The script of this loss — Washington’s fourth straight — left Coach Adam Oates fuming afterward, visibly irritated as he discussed the same sorts of mistakes the Capitals have been making all season. That this performance followed an encouraging outing in Toronto, where the Capitals lost, 2-1, in a shootout Saturday, made it all the more aggravating for the second-year coach.
“We played lousy tonight. Lousy,” Oates said. “We get a lead, and we still don’t do the right things even though on the third goal that we scored we get the goal from doing the right thing. [Brooks Laich’s] goal came from what we talk about all day long. We’re up 3-1, and the next shift we turn it over twice. That’s mental to me.”
The relatively strong start was a change of pace for the Capitals, who have struggled at the outset all season. They recorded three goals in a span of 2 minutes 43 seconds as players other than Alex Ovechkin, who was held to an assist and three shots, joined in on the offense for the first time in four games.
Eric Fehr put the Capitals ahead 1-0 when he drove toward the front of the net and was in the precise spot to gain possession when gritty center Michael Latta was upended as he cut through the left circle. Fehr fired a shot inside the right post past Craig Anderson (29 saves) with 12:10 gone in the first.
Ottawa answered quickly on a power-play goal by Bobby Ryan, but Marcus Johansson regained the lead for the Capitals 38 seconds later when he scored on a tap-in on a power play to make it 2-1. Then, 46 seconds after Johansson’s tally, Brooks Laich scored one after an effective cycle against the team that drafted him. His quick backhander gave Washington a 3-1 lead at 14:53, but that’s about where the positive momentum stopped for the home team.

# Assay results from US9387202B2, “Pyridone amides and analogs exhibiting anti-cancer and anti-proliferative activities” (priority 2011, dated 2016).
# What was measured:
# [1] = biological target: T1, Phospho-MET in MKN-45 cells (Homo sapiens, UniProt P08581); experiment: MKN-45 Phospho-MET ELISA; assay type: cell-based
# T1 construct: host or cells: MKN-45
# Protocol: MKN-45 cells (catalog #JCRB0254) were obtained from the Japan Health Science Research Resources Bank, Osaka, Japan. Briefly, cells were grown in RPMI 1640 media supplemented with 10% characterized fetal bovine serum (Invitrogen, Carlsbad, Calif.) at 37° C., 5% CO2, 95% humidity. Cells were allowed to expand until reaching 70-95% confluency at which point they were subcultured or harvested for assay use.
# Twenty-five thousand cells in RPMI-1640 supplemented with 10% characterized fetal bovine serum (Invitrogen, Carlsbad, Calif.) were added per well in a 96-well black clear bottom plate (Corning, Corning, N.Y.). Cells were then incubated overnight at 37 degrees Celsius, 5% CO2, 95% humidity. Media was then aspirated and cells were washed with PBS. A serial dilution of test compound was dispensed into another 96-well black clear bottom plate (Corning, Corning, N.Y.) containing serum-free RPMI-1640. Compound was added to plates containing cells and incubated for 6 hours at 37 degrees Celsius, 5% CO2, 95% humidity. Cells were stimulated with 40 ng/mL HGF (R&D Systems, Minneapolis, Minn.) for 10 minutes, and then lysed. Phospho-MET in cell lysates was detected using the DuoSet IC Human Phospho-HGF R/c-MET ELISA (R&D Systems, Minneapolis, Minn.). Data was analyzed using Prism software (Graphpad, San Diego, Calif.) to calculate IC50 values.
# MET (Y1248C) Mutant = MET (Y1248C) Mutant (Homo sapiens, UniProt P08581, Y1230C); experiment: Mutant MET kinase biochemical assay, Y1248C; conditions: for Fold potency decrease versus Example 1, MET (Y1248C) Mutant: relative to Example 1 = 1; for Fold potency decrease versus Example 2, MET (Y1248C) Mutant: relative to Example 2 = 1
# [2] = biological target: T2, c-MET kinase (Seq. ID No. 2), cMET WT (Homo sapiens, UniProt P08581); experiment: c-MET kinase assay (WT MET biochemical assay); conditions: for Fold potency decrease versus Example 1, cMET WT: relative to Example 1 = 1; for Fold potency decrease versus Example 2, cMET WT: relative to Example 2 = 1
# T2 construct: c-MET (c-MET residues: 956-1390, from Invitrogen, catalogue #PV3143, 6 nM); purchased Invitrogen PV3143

“The rest of the game we saw a very bad hockey team: bad decisions, bad penalties, getting outworked,” Laich said. “We were very unstructured the last 40 minutes, and it’s unfortunate. I thought we played maybe one of our best first periods of the season.”
With a two-goal advantage and an opportunity to play from a position of strength for the first time in more than a week, the Capitals unraveled. Of all the ways to defend the two-goal lead, taking more penalties (five) than shots (three) in the second period and struggling to make the right play isn’t a route that leads to success. Ottawa outshot the Capitals 19-3 in the middle period, erasing its deficit in the process.
Veteran defenseman Chris Phillips scored the Senators’ second power-play goal of the night to draw them within one when he beat Holtby cleanly high, glove side with a booming slap shot.
Just past the midway point of the period, the Senators picked off a centering pass deep in their own zone and raced into the opposite one. Colin Greening fired through a screen of Karl Alzner and Ottawa agitator Chris Neil, and the shot beat Holtby at 10:36. Less than a dozen minutes into the second period, Washington’s lead was an afterthought.
“It’s always dangerous when you get a lead,” Fehr said. “You stop playing the way you played to get that lead. You sit back. That’s not the way to play hockey. We know better, and it cost us the game.”
That lack of mental fortitude and the absence of a commitment to adhere to a game plan are what Oates is most frustrated with.
“You’re up 3-1. Maybe you think it’s an easy night, and then all of a sudden they get the puck again,” Oates said. “We got the goals from doing the right things. We’ve got to be disciplined in who we are — even our fancy guys, probably from the fancy guys first. Some guys they know that they’ve got no choice [but to stick to simple plays], but guys with choices still gotta put it deep.”
Mika Zibanejad gave Ottawa its first lead of the night at 4-3 6:05 into the third on a power-play goal with Fehr in the box for tripping. It marked the first time this season Washington had allowed three power-play goals in a game. While John Carlson scored with 3:27 remaining in regulation to give the Capitals a glimmer of hope, it was extinguished when Zack Smith scored 64 seconds afterward for the game-winner.
“We had them. We were close to putting our stamp on it, but we let them back,” Carlson said. “It’s tough. We need wins right now, and this is certainly one that we can look back on and make sure it doesn’t happen again because it’s not a good loss.”